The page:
Research Projects

 page under construction...

Main topics: Computer Vision and Machine Learning.
Recent projects: Video understanding (text & images), Image segmentation and recognition, approximate inference for Graph Matching and MRFs

Current Research

Video and Text Alignment

Related publications:

Timothee Cour, Chris Jordan, Eleni Miltsakaki, Ben Taskar. Movie/Script: Alignment and Parsing of Video and Text Transcription. Proceedings of the European Conference on Computer Vision (ECCV), 2008.

[videos: retrieval of actions and character naming] 

Approximate inference

Related publications:

Timothee Cour, Jianbo Shi. Solving Markov Random Fields with Spectral Relaxation. Eleventh International Conference on Artificial Intelligence and Statistics (AISTATS), 2007.

Timothee Cour, Praveen Srinivasan, Jianbo Shi. Balanced Graph Matching. Advances in Neural Information Processing Systems (NIPS), 2006

Object specific segmentation and pose estimation

Related publications:

Timothee Cour, Jianbo Shi. Recognizing objects by piecing together the Segmentation Puzzle. IEEE International Conference on Computer Vision and Pattern Recognition (CVPR), 2007.

Normalized Cuts Segmentation Results obtained on the Berkeley Segmentation Dataset
Normalized Cuts segmentation results  obtained on the Berkeley Segmentation Dataset
Multiscale segmentation

We present a multiscale graph-based image segmentation algorithm. In contrast to most multiscale image processing, this algorithm works on multiple scales of the image in parallel, without iteration, to capture both coarse and fine level details. We demonstrate that large image segmentation graphs can be compressed into multiple scales capturing image structure at increasingly large neighborhood. The algorithm has O(N) time complexity, allowing to segment large images with typically N = 1000 x 1000 pixels.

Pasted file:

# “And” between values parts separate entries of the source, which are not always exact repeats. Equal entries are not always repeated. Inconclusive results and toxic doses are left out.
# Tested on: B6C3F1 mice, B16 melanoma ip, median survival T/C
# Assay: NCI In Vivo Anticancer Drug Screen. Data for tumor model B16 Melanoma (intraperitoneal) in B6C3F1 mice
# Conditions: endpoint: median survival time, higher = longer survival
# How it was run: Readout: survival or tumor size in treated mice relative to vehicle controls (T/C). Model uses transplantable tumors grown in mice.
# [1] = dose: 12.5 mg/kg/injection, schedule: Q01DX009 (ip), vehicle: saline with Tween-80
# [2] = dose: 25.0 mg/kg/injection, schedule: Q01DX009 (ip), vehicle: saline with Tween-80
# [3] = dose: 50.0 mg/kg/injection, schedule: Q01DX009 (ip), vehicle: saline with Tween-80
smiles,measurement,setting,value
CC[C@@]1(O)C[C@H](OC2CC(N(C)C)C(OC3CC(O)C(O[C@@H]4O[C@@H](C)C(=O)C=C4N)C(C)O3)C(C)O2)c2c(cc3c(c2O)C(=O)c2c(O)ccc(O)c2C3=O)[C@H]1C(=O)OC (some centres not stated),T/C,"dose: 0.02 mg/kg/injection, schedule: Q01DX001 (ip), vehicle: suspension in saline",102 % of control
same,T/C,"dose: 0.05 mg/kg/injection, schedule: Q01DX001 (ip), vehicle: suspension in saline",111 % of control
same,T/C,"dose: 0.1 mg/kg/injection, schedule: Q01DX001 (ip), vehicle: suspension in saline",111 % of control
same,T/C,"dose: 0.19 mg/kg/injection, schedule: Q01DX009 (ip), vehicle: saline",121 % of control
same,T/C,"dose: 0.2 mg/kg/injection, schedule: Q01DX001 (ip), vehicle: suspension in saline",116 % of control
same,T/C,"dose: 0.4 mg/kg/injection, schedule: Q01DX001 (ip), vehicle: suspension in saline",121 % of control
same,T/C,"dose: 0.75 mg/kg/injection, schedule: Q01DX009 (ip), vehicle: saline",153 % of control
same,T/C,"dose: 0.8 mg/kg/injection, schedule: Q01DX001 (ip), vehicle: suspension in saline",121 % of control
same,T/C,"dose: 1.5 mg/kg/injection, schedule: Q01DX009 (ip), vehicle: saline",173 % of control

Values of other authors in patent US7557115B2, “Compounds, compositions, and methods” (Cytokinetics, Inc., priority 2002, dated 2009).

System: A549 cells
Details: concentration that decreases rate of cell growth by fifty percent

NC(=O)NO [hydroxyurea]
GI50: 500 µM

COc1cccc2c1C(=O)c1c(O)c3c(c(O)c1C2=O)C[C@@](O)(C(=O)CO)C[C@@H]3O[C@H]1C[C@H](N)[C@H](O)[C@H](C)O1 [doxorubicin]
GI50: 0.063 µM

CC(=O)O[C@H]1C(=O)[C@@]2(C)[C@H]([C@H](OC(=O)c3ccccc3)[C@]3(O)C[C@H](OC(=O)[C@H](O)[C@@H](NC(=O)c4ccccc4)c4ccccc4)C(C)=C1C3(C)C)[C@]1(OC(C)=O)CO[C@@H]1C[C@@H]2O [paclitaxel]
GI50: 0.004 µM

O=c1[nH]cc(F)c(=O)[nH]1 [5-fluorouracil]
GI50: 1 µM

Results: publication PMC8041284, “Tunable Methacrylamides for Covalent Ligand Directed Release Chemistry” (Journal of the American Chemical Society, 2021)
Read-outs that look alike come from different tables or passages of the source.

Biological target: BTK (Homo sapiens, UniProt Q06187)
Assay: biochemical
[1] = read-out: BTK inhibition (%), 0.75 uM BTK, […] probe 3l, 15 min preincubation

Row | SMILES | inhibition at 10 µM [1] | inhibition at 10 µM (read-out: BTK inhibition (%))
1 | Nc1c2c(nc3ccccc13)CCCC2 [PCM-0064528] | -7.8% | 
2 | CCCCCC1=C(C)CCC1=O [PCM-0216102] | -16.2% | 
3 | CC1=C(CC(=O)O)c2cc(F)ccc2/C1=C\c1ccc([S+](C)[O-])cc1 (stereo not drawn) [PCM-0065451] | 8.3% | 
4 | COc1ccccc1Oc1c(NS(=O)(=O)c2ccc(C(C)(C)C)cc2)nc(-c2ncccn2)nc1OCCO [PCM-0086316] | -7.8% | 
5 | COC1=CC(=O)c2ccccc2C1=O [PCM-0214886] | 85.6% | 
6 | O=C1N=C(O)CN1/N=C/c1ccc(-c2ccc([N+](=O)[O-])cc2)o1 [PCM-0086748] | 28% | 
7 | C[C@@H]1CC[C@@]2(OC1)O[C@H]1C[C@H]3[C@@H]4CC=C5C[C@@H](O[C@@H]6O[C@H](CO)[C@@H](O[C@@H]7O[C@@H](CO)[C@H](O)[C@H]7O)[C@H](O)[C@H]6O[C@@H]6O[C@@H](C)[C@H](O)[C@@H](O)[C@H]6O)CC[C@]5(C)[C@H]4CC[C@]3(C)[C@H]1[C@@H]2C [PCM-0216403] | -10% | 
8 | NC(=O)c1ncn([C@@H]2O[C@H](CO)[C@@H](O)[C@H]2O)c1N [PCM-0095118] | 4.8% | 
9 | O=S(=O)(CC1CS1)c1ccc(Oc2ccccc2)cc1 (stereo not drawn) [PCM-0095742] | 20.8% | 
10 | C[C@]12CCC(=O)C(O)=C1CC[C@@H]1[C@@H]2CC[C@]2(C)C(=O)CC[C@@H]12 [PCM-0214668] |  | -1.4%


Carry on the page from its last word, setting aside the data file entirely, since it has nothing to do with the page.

Related publication:

Spectral Segmentation with Multiscale Graph Decomposition. Timothee Cour, Florence Benezit, Jianbo Shi.
IEEE International Conference on Computer Vision and Pattern Recognition (CVPR), 2005.

Learning image segmentation and recognition

We present a general graph learning algorithm for spectral graph partitioning, that allows direct supervised learning of graph structures. Learning is based on gradient descent in the space of graph weights, using derivatives of eigenvectors. This algorithm effectively learns a graph capable of memorizing and retrieving multiple patterns given noisy inputs. We experimented on segmentation and recognition tasks, including bottom-up geometric shape extraction with top-down priors, and hand-written digit recognition.

Related publications:

Learning spectral graph segmentation. Timothee Cour, Nicolas Gogin, Jianbo Shi.
Tenth International Workshop on Artificial Intelligence and Statistics (AISTATS), 2005.

A learnable spectral memory graph for recognition and segmentation. Timothee Cour, Jianbo Shi.
Technical Report MS-CIS-04-12, University of Pennsylvania CIS Technical Reports, Philadelphia, PA, June 2004.

Past projects: Graduate and Undergraduate Research
noisy digit learning
Shape-based object segmentation

internship at University of Pennsylvania, GRASP Laboratory, (2003)
Jianbo Shi

Designed an algorithm to segment objects using shape cues and pixel cues, combined into a consistent grouping of contour and region.



Image Compression and Super-Resolution using Wavelets   [pdf]

Ecole Polytechnique, Department of Applied Mathematics (2002)
Dr. Albert Cohen

Developed an original learning algorithm of super-resolution to optimize the wavelet compression. Increased compression rate over classical linear predictions.


A chess engine and chess-playing autonomous robot   [pdf]

Ecole Polytechnique, Department of Computer Science (2002)
Supervisor: Dr. Eric Goubault

Digital camera, robot and chess engine controlled by a gui. Actual games played by the robot against a human opponent. Robust recognition of chess position under various conditions of light and board position. Used an alpha-beta pruning algorithm with various heuristics

A biologically-inspired neural network for handwritten character recognition   [pdf] [slides]

Ecole Polytechnique, Department of Computer Science (2001)
Pr. Gerard Dreyfus

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